Press Release - Death of a Salesman
Shattered Middle Class Dreams Open SCR’s 50th Season: Death of a Salesman
COSTA MESA, Calif. – It’s not just about American fathers and sons; Arthur Miller’s Death of a Salesman, as noted by Variety, has “themes that are universal.”
Miller’s classic drama opens South Coast Repertory’s milestone 50th season, with actor Charlie Robinson as Willy Loman and a dramatically diverse cast. The show runs on the Segerstrom Stage Aug. 30-Sept. 29. Tickets are available online: www.scr.org.
Willy Loman was once the best traveling salesman in his territory; but time is catching up with him, and old age is slowing him down. Linda, his wife, hopes he can stay put for a while and work in New York; after all, she thinks his years of service to the company have earned him that right. Willy knows that the key to success is to be well-liked, and he struggles to understand why his adult sons, Biff and Happy, have failed to learn that lesson. As Willy tries to instill in his sons the values he has lived by, he clings tenaciously to his version of the American Dream—even as he watches it quickly slip away.
For SCR Artistic Director Marc Masterson—who directs SCR’s third production of Miller’s play—the decision to stage it came up over lunch with actor Charlie Robinson.
“I asked him, ‘Who do you want to play? What are the great roles that you feel challenged by?’” Masterson recalled. It was a great topic for Masterson and his long-time actor friend. “I believe that when artists are challenged, they have the opportunity to do their best work. And Charlie said he wanted to do Willy Loman in Arthur Miller’s Death of a Salesman.”
Robinson is no stranger to characters who struggle with a changing world; he won raves from SCR audiences and critics alike for his SCR portrayals of Troy in Fences and Becker in Jitney.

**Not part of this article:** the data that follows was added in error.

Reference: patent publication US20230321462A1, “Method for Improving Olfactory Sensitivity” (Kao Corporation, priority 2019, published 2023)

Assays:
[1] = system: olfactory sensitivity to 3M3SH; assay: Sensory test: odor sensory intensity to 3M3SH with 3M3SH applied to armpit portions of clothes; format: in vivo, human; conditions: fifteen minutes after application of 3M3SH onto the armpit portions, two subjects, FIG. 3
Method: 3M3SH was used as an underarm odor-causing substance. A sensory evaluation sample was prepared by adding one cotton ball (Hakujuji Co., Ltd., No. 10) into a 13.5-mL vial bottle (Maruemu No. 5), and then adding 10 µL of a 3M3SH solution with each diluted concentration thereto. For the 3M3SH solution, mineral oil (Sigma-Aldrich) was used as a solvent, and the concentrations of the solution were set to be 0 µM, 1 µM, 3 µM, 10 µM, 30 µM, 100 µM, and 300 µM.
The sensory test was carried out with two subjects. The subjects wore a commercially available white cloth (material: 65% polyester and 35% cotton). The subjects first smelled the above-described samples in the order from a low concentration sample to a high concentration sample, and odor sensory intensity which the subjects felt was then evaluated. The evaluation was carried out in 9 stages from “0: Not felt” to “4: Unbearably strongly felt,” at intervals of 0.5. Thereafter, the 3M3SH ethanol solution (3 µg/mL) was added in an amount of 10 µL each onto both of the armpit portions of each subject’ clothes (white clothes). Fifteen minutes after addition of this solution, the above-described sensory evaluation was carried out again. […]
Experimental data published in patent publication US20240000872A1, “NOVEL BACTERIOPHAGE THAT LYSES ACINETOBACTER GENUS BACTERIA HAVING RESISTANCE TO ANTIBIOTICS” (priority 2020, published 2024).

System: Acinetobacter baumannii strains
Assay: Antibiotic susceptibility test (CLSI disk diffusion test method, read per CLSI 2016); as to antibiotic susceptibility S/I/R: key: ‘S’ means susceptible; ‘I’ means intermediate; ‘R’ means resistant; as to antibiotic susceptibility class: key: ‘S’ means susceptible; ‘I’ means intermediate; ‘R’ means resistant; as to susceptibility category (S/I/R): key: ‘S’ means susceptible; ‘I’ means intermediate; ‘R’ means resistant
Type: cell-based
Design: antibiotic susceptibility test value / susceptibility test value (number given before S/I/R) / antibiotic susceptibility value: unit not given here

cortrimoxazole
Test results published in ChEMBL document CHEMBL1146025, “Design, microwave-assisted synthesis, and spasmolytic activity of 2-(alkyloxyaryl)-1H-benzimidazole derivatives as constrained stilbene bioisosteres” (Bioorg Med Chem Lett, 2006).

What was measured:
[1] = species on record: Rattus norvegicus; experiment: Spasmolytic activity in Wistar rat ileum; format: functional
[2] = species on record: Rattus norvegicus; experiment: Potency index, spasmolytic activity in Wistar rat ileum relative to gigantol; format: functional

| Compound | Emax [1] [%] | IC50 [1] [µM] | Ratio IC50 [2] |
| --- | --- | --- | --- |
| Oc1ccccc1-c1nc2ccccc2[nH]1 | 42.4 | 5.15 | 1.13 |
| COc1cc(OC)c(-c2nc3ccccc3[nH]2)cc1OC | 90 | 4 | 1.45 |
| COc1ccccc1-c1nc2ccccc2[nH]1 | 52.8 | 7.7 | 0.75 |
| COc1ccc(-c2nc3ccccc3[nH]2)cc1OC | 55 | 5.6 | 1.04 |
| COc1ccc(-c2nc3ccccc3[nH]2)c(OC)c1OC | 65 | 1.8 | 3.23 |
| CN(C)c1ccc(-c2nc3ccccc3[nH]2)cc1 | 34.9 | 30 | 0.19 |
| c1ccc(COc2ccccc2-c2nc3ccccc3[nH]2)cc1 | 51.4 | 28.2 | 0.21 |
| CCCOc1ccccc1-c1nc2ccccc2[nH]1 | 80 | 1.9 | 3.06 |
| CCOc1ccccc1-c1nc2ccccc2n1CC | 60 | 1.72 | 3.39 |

Playwright Miller directed a production of Death of a Salesman in China, with Chinese actors. While there, he kept a journal about his experiences and noted how the actors found the play resonated well with Chinese culture; for example: how Willy tries to make his sons successful. Members of the Beijing cast said that Chinese fathers always want their sons to be “dragons.”
In addition to Robinson, SCR’s production features Larry Bates, Chris Butler, Gregg Daniel, Celeste Den, Tracey A. Leigh, Becca Lustgarten, Georgina E. Okon, Tyler Pierce, Christopher Rivas, Kim Staunton, James A. Watson and Tobie Windham.
The design and creative team includes Michael Raiford, scenic design; Holly Poe Durbin, costume design; Brian Lilienthal, lighting design; Jim Ragland, composer/sound design; Josh Marchesi, production manager; and Jamie Tucker, stage manager.
Death of a Salesman is generously supported by Honorary Producers Sophie and Larry Cripe and Alan and Olivia Slutzky. The Corporate Honorary Producer is U.S. Bank.
This is the third time that SCR has produced Death of a Salesman; earlier stagings were during the 1968-69 and 1997-98 seasons.
ABOUT SOUTH COAST REPERTORY: Tony Award-winning South Coast Repertory, founded in 1964 by David Emmes and Martin Benson, is widely recognized as one of the leading professional theatres in the United States. While its productions represent a balance of classic and modern theatre, SCR is renowned for its extensive new-play development program, which includes the nation’s largest commissioning program for emerging and established writers. One-quarter of SCR’s 525 productions have been world premieres. SCR-developed works have garnered two Pulitzer Prizes and eight Pulitzer nominations, several Obie Awards and scores of major new-play awards. Located in Costa Mesa, Calif., SCR is home to the 507-seat Segerstrom Stage, the 336-seat Julianne Argyros Stage and the 94-seat Nicholas Studio. www.scr.org